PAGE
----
Rauner: Shutdown Worth Pain If It Brings Change

June 30, 2015
Illinois Gov. Bruce Rauner speaks with Employees of the Illinois Emergency Management Agency Tuesday, June 30, 2015, in Springfield.  Rauner said a partial state government shutdown is worth the pain if it brings fundamental change to business and po

Illinois Gov. Bruce Rauner speaks with Employees of the Illinois Emergency Management Agency Tuesday, June 30, 2015, in Springfield, Ill. Rauner said a partial state government shutdown is worth the pain if it brings fundamental change to business and politics in Illinois.

(Brian Mackey/WUIS)

Gov. Bruce Rauner says a partial state government shutdown is worth the pain if it brings fundamental change to business and politics in Illinois.

The Republican told reporters Tuesday morning that "change is hard ... but we need to have change.''

Rauner addressed workers at the Illinois Emergency Management Agency one day before the state begins a new fiscal year without a budget agreement.

He told reporters Tuesday morning that Illinois needs "structural reform.”

“Change is hard," he said.  "Change is hard. Change was always going to be hard, but we need to have change. If all we do is keep the status quo, and if all we do is just raise taxes to cover up the status quo, we’ll continue in our long-term, slow decline.”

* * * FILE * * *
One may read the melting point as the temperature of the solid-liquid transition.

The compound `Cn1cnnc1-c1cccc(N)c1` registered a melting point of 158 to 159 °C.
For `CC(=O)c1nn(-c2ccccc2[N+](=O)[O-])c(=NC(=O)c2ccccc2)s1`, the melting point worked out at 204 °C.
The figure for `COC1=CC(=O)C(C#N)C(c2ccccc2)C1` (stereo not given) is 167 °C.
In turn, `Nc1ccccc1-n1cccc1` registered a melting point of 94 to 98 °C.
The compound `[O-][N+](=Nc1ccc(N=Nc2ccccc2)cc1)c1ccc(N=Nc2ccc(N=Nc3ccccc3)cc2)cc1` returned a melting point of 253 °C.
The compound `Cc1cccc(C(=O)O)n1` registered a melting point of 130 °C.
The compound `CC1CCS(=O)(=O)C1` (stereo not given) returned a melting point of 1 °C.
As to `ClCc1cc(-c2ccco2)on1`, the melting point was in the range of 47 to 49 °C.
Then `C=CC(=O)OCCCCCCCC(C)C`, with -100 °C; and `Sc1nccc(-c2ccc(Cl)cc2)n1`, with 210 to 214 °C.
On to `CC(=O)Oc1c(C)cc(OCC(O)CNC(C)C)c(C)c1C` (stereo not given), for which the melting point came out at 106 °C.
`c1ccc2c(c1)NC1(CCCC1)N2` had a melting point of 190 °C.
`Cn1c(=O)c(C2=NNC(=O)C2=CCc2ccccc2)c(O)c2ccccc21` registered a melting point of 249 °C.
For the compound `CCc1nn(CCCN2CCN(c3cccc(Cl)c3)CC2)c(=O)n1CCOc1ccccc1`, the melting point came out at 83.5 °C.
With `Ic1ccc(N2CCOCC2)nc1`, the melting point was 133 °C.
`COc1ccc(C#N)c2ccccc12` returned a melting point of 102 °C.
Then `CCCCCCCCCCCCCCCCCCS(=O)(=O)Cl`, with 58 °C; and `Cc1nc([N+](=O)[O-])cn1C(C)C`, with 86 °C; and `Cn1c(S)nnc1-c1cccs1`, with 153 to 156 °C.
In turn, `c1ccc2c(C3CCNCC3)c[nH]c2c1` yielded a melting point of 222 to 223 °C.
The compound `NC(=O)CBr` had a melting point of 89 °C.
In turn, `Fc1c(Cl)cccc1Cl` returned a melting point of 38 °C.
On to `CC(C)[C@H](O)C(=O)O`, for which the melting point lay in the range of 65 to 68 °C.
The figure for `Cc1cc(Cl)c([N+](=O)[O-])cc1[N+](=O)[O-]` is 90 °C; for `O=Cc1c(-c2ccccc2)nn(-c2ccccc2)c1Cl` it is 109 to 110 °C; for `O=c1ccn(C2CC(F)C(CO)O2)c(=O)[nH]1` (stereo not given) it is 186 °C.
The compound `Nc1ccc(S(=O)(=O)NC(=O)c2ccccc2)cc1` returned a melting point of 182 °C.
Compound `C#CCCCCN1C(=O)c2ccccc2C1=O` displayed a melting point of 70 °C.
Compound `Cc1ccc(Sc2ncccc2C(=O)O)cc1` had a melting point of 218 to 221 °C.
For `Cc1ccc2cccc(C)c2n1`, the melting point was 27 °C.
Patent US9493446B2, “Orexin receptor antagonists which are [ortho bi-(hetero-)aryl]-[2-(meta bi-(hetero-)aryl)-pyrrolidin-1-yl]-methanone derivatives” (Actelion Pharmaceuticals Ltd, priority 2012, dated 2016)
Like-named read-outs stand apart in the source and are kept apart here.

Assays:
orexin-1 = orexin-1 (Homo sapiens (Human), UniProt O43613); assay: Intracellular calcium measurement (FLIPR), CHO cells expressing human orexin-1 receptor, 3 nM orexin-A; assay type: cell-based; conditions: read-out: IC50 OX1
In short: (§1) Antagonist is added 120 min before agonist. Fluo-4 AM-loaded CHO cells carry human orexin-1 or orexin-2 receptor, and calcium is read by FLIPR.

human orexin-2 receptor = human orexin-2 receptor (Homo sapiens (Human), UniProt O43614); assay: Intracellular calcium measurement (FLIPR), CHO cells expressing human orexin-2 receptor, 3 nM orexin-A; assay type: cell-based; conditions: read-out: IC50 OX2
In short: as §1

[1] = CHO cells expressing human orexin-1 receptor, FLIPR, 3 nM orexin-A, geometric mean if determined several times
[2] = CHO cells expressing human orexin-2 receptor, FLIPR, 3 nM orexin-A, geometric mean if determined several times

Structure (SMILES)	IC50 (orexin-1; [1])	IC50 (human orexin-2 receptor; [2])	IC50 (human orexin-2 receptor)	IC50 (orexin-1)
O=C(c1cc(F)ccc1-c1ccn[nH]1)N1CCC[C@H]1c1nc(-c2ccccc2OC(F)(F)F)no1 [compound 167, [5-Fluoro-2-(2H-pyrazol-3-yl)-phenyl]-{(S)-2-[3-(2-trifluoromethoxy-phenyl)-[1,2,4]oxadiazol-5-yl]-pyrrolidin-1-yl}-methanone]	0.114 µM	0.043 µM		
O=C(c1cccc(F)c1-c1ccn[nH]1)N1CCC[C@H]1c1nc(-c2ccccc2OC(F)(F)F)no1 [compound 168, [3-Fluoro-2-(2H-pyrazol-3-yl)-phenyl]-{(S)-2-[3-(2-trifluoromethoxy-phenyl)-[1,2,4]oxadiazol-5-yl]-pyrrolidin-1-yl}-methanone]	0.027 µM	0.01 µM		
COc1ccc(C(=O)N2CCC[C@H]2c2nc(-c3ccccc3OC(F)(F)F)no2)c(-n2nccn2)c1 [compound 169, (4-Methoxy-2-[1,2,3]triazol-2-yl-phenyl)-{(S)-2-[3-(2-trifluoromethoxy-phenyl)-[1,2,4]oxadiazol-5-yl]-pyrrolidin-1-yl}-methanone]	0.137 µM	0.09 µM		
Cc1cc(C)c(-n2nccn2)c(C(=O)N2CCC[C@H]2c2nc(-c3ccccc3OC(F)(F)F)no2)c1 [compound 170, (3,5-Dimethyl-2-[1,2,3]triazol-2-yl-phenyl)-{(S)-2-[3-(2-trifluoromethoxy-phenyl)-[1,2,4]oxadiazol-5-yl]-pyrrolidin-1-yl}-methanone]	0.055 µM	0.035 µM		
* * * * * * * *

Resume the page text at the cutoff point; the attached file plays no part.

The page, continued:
Rauner insists on changes he says will make it cheaper to do business and to free politics from corruption before agreeing with the Democratic-controlled legislature. Democrats say it's more important to have a budget in place so state services aren't interrupted.
 
Meanwhile, Illinois Democrats are considering a temporary budget to fund essential state services for one month.  
 
House Speaker Michael Madigan said the $2.3 billion proposal would pay for state police protection, monitoring sex offenders, health care coverage for the poor and disabled and more.

"This is another opportunity to not shut down the government," he said.  "To keep the essential services of the government flowing, that's the purpose here."

Democratic legislators like Madigan are at odds with Rauner over the state's future.

Madigan says he hopes the governor would agree to keeping essential services going.  However, Gov. Rauner has previously nixed the idea of a short-term budget.  His office did not immediately respond to a question about whether the governor would go along.

Without Republican support, every Democratic member of the House would have to vote for a stop-gap budget in order for it to pass.

Voting is scheduled to begin Wednesday.

Story source: AP